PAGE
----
To me, its less realistic to think that college should be free or paid by the government. (We KNOW its not 'free')

What is the point in a government lending money to its citizens, for college, through a federally insured bank, at any interest rate?
posted by Brian B. at 4:33 PM on February 16, 2007


We have it here for a 10% jump if you make a dollar more--from $30,650 taxed at 15% to $30,651 taxed at 25%

Those are marginal tax rates. If your taxable income increases from $30650 to $30651, you pay $0.25 more in taxes. Marginal tax rates are the tax rates you pay only on dollars in that bracket -- they do not reach back and tax you again on your "earlier" dollars.

If the Dutch tax brackets you quoted were not also marginal tax rates, I will eat my own liver.
posted by ROU_Xenophobe at 5:25 PM on February 16, 2007


Boy those Scandanavians sure have a deal. The government takes most of your money in exchange for letting you raise your children in the way the government thinks best. Give me Alabama any day of the week.

(My corner of New Jersey, alas, seems to partake equally from the worst of bost systems: the government takes only a little bit less of your money and you're still are out of pocket if you want to raise your children the way you see fit.)
posted by MattD at 5:30 PM on February 16, 2007


Here are the income and property taxes for the richest country in the world per capita. Americans generally ignore their health insurance costs when comparing Scandavian tax rates because they are usually shamed when they find out they pay more and get less.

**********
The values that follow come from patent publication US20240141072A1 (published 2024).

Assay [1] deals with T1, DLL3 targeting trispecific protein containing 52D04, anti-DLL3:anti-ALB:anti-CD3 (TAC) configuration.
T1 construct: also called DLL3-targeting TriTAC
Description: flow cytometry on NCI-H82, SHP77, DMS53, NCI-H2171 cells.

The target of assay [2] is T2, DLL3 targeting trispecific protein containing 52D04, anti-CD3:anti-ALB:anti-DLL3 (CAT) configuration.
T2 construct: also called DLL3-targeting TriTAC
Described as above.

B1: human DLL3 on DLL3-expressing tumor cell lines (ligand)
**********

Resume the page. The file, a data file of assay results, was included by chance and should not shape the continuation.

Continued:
posted by Brian B. at 5:43 PM on February 16, 2007 [1 favorite]


ScandaNAvian.
posted by Brian B. at 5:45 PM on February 16, 2007


Er, Scandinavian.
posted by Brian B. at 5:46 PM on February 16, 2007


If the Dutch tax brackets you quoted were not also marginal tax rates, I will eat my own liver.

I seriously wouldn't know--it was a comment at the Guardian and i linked to the original page), but i suggest chopped, with a little onion and carrot (and maybe some bagels to smear it on). : >
posted by amberglow at 6:20 PM on February 16, 2007


Boy those Scandanavians sure have a deal. The government takes most of your money in exchange for letting you raise your children in the way the government thinks best. Give me Alabama any day of the week.

Yep. It's really sinister that babies get to see the doctor when they need to, that the public health nurses check to see that they are growing and developing properly and that the parents aren't overwhelmed, that the parents get to stay home with a new baby for a year, and that once a week young children get to go and hang out with other young children and sing songs and play with toys and get eased into the idea of education. Textbook example of an evil commie conspiracy to me. For all their parents know, they could be being taught such Socialist concepts as sharing, caring, and how to enjoy learning. Thank God that Alabama is free from such Leninist indoctrination.